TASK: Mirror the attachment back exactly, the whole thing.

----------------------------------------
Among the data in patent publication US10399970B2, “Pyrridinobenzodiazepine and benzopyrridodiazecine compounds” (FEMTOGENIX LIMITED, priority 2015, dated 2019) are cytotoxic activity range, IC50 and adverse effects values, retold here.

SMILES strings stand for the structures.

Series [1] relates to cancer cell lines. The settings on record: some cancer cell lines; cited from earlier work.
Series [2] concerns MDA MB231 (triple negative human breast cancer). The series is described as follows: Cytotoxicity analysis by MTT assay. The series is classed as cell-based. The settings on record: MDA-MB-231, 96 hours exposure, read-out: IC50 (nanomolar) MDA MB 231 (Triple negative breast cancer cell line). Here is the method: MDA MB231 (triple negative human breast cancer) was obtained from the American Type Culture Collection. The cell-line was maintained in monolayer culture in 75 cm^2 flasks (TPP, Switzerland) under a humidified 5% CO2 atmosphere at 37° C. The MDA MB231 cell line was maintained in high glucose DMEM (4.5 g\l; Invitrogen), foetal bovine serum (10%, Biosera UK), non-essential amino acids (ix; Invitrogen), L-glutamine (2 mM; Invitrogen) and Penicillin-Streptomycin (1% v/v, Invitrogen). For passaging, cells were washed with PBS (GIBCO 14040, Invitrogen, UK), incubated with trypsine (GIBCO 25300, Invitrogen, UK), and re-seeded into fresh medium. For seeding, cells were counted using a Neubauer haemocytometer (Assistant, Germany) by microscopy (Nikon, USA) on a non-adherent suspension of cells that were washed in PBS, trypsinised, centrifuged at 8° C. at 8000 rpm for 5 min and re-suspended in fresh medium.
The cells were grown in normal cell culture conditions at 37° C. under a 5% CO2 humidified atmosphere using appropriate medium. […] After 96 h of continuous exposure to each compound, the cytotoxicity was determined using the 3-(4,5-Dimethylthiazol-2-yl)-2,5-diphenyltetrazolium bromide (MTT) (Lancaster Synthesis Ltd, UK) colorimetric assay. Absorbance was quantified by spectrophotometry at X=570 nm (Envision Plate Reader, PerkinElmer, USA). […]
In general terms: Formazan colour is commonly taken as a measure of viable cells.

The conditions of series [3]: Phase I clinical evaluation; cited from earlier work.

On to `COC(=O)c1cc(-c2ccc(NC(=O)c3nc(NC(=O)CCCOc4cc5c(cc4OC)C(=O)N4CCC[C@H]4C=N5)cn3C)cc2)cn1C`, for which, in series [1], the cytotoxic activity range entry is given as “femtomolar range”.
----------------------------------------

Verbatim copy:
Among the data in patent publication US10399970B2, “Pyrridinobenzodiazepine and benzopyrridodiazecine compounds” (FEMTOGENIX LIMITED, priority 2015, dated 2019) are cytotoxic activity range, IC50 and adverse effects values, retold here.

SMILES strings stand for the structures.

Series [1] relates to cancer cell lines. The settings on record: some cancer cell lines; cited from earlier work.
Series [2] concerns MDA MB231 (triple negative human breast cancer). The series is described as follows: Cytotoxicity analysis by MTT assay. The series is classed as cell-based. The settings on record: MDA-MB-231, 96 hours exposure, read-out: IC50 (nanomolar) MDA MB 231 (Triple negative breast cancer cell line). Here is the method: MDA MB231 (triple negative human breast cancer) was obtained from the American Type Culture Collection. The cell-line was maintained in monolayer culture in 75 cm^2 flasks (TPP, Switzerland) under a humidified 5% CO2 atmosphere at 37° C. The MDA MB231 cell line was maintained in high glucose DMEM (4.5 g\l; Invitrogen), foetal bovine serum (10%, Biosera UK), non-essential amino acids (ix; Invitrogen), L-glutamine (2 mM; Invitrogen) and Penicillin-Streptomycin (1% v/v, Invitrogen). For passaging, cells were washed with PBS (GIBCO 14040, Invitrogen, UK), incubated with trypsine (GIBCO 25300, Invitrogen, UK), and re-seeded into fresh medium. For seeding, cells were counted using a Neubauer haemocytometer (Assistant, Germany) by microscopy (Nikon, USA) on a non-adherent suspension of cells that were washed in PBS, trypsinised, centrifuged at 8° C. at 8000 rpm for 5 min and re-suspended in fresh medium.
The cells were grown in normal cell culture conditions at 37° C. under a 5% CO2 humidified atmosphere using appropriate medium. […] After 96 h of continuous exposure to each compound, the cytotoxicity was determined using the 3-(4,5-Dimethylthiazol-2-yl)-2,5-diphenyltetrazolium bromide (MTT) (Lancaster Synthesis Ltd, UK) colorimetric assay. Absorbance was quantified by spectrophotometry at X=570 nm (Envision Plate Reader, PerkinElmer, USA). […]
In general terms: Formazan colour is commonly taken as a measure of viable cells.

The conditions of series [3]: Phase I clinical evaluation; cited from earlier work.

On to `COC(=O)c1cc(-c2ccc(NC(=O)c3nc(NC(=O)CCCOc4cc5c(cc4OC)C(=O)N4CCC[C@H]4C=N5)cn3C)cc2)cn1C`, for which, in series [1], the cytotoxic activity range entry is given as “femtomolar range”.